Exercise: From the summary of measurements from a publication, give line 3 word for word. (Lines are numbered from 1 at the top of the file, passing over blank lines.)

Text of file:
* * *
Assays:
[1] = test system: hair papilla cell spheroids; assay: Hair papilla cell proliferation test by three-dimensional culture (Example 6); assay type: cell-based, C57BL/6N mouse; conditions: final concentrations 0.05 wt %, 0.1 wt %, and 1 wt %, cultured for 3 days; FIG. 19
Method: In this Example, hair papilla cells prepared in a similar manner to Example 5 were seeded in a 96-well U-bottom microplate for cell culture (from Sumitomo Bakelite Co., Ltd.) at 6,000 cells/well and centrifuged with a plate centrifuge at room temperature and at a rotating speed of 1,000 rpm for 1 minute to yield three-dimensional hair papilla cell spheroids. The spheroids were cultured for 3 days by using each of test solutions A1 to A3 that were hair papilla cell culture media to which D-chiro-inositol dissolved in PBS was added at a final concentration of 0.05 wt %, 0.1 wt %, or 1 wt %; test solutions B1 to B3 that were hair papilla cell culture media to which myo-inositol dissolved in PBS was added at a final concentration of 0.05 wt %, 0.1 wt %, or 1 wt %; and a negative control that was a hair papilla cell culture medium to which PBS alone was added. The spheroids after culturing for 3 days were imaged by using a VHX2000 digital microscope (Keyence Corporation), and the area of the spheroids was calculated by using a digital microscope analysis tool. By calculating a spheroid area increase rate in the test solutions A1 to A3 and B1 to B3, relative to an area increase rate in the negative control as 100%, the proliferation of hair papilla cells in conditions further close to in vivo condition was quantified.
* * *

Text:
Method: In this Example, hair papilla cells prepared in a similar manner to Example 5 were seeded in a 96-well U-bottom microplate for cell culture (from Sumitomo Bakelite Co., Ltd.) at 6,000 cells/well and centrifuged with a plate centrifuge at room temperature and at a rotating speed of 1,000 rpm for 1 minute to yield three-dimensional hair papilla cell spheroids. The spheroids were cultured for 3 days by using each of test solutions A1 to A3 that were hair papilla cell culture media to which D-chiro-inositol dissolved in PBS was added at a final concentration of 0.05 wt %, 0.1 wt %, or 1 wt %; test solutions B1 to B3 that were hair papilla cell culture media to which myo-inositol dissolved in PBS was added at a final concentration of 0.05 wt %, 0.1 wt %, or 1 wt %; and a negative control that was a hair papilla cell culture medium to which PBS alone was added. The spheroids after culturing for 3 days were imaged by using a VHX2000 digital microscope (Keyence Corporation), and the area of the spheroids was calculated by using a digital microscope analysis tool. By calculating a spheroid area increase rate in the test solutions A1 to A3 and B1 to B3, relative to an area increase rate in the negative control as 100%, the proliferation of hair papilla cells in conditions further close to in vivo condition was quantified.